You’ve Officially Decided to Homeschool – Here’s What to Do Now | Linnea Johnson
Editor’s Note: Considering both COVID and the sorry state of public schools – especially the School District of Lancaster – you should really consider home schooling, if private schooling isn’t in the cards. So here’s a handy guide to escaping the public school plantation.
By Linnea Johnson
You’ve made the decision to homeschool this year and you’re wondering where to start. Don’t panic! You’ve got some time. There are a couple of things, however, you could do right now.
Check your state or locality’s laws about homeschooling. You may need to withdraw your children from their school to avoid truancy laws. Your state may require you to notify the state of your homeschool and provide some documentation. The Homeschool Legal Defense Association (HSLDA) can help.
Contact your local homeschool support group and join. Ask how you can get connected and if they have curriculum resources to share with you. Find out if there are any open co-op groups or classes being offered through the support group and how you can enroll. Ask them for advice.
What can be done to develop our homeschool style?
Ask yourself these questions, and be honest: How much time do you have to devote to homeschooling? How much time do you want to spend preparing for and doing homeschooling? These key questions, along with the next ones will drive your choice of homeschool style and curriculum.
Ask your children these questions if you haven’t already:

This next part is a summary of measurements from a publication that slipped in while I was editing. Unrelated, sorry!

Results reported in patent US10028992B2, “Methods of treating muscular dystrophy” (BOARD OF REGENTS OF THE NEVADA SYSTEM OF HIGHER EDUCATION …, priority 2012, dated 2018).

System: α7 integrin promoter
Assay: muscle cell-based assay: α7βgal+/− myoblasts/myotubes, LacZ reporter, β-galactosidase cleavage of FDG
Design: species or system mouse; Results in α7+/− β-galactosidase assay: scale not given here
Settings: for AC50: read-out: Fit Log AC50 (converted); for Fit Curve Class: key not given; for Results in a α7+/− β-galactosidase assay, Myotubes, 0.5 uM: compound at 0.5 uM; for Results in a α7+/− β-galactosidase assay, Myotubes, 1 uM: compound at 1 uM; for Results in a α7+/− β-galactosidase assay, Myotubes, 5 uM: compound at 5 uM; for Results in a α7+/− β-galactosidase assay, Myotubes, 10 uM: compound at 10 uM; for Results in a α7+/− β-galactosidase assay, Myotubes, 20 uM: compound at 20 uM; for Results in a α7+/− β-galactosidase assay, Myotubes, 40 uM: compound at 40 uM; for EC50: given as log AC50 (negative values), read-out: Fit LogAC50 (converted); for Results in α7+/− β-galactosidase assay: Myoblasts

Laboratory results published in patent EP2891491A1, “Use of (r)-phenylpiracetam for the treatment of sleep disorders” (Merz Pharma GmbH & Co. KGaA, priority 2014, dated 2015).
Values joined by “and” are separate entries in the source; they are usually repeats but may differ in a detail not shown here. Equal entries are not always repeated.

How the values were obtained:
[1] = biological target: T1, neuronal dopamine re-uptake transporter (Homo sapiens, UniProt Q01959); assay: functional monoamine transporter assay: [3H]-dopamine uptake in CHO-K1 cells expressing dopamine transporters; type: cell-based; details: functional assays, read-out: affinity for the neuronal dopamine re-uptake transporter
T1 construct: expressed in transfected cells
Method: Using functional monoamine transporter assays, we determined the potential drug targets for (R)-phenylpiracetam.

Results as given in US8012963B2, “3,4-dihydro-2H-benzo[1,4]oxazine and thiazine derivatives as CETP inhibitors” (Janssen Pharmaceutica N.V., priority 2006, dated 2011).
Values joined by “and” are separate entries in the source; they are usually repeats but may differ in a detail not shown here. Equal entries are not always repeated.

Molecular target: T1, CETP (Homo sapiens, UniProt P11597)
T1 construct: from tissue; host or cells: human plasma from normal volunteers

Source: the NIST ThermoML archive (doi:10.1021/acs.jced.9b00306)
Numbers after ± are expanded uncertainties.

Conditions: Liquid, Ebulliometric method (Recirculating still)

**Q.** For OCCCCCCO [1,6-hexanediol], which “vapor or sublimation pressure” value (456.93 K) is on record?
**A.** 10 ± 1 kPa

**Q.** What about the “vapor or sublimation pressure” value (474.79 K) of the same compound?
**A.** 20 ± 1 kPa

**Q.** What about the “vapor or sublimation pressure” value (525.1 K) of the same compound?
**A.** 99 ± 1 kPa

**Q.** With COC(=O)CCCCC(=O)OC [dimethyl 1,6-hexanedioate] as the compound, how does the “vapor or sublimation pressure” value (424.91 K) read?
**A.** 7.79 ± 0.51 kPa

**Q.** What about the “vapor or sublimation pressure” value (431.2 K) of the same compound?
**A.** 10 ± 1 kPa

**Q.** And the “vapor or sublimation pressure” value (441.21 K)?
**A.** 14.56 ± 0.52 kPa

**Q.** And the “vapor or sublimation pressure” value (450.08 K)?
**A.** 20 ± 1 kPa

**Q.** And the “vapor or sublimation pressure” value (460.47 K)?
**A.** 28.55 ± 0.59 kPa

How do you feel about homeschooling?
Is there anything that worries you? What? Why?
What is your favorite part about school? How could we recreate that in homeschool?
Is there a subject that is your favorite? Why do you feel that way?
Is there a subject that you don’t like? Why do you feel that way?
What things would you like to learn this year?
What activities would you like to be a part of? (sports, music, art, hobbies, etc.)
If you had the choice of learning by the following ways, which ways would you prefer and why? Your child may prefer one method for Math and another for English or spelling. Older children will tend to gravitate toward certain methods since they’ve been in the school system for longer. Some children may not know how they learn best, but as you progress in the school year, it will become more apparent to you and to them.
How do I know what my child’s learning style is?
This article details basic learning styles.
Listening to the teacher explain (auditory)
Watching someone do it, then doing it (visual). I was a visual and kinesthetic learner and took copious notes when the teacher lectured. It was the only way I could remember the lecture. Then, in preparation for a test, I would rewrite and distill my notes until I could explain the concept when queued by a key word.
Reading about the new idea and/or writing about it (reading/writing)
Moving around pieces or making a model that helps you understand what you’re trying to learn (kinesthetic). Oftentimes, younger children learn mathematical concepts this way.